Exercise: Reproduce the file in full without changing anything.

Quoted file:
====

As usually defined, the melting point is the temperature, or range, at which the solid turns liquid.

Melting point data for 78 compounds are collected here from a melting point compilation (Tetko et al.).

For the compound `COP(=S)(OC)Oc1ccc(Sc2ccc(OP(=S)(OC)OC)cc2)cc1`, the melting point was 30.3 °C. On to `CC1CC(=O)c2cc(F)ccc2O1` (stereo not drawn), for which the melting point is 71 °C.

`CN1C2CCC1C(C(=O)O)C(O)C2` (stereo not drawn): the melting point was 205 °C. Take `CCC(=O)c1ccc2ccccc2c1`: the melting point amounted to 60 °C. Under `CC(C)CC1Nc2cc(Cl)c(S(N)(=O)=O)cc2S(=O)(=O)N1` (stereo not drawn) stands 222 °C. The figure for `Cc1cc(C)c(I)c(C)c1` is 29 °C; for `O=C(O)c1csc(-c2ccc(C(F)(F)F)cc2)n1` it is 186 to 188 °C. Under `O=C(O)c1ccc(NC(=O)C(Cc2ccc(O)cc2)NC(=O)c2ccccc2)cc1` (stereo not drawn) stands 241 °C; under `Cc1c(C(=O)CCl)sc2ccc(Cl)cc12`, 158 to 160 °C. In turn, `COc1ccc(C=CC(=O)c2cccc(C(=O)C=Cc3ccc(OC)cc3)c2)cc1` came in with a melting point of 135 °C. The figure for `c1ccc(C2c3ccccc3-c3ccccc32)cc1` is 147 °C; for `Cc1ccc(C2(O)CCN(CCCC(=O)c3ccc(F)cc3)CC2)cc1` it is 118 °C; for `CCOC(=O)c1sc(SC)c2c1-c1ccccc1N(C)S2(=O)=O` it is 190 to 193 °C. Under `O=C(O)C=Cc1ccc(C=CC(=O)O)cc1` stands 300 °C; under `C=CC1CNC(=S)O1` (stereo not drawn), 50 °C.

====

As usually defined, the melting point is the temperature, or range, at which the solid turns liquid.

Melting point data for 78 compounds are collected here from a melting point compilation (Tetko et al.).

For the compound `COP(=S)(OC)Oc1ccc(Sc2ccc(OP(=S)(OC)OC)cc2)cc1`, the melting point was 30.3 °C. On to `CC1CC(=O)c2cc(F)ccc2O1` (stereo not drawn), for which the melting point is 71 °C.

`CN1C2CCC1C(C(=O)O)C(O)C2` (stereo not drawn): the melting point was 205 °C. Take `CCC(=O)c1ccc2ccccc2c1`: the melting point amounted to 60 °C. Under `CC(C)CC1Nc2cc(Cl)c(S(N)(=O)=O)cc2S(=O)(=O)N1` (stereo not drawn) stands 222 °C. The figure for `Cc1cc(C)c(I)c(C)c1` is 29 °C; for `O=C(O)c1csc(-c2ccc(C(F)(F)F)cc2)n1` it is 186 to 188 °C. Under `O=C(O)c1ccc(NC(=O)C(Cc2ccc(O)cc2)NC(=O)c2ccccc2)cc1` (stereo not drawn) stands 241 °C; under `Cc1c(C(=O)CCl)sc2ccc(Cl)cc12`, 158 to 160 °C. In turn, `COc1ccc(C=CC(=O)c2cccc(C(=O)C=Cc3ccc(OC)cc3)c2)cc1` came in with a melting point of 135 °C. The figure for `c1ccc(C2c3ccccc3-c3ccccc32)cc1` is 147 °C; for `Cc1ccc(C2(O)CCN(CCCC(=O)c3ccc(F)cc3)CC2)cc1` it is 118 °C; for `CCOC(=O)c1sc(SC)c2c1-c1ccccc1N(C)S2(=O)=O` it is 190 to 193 °C. Under `O=C(O)C=Cc1ccc(C=CC(=O)O)cc1` stands 300 °C; under `C=CC1CNC(=S)O1` (stereo not drawn), 50 °C.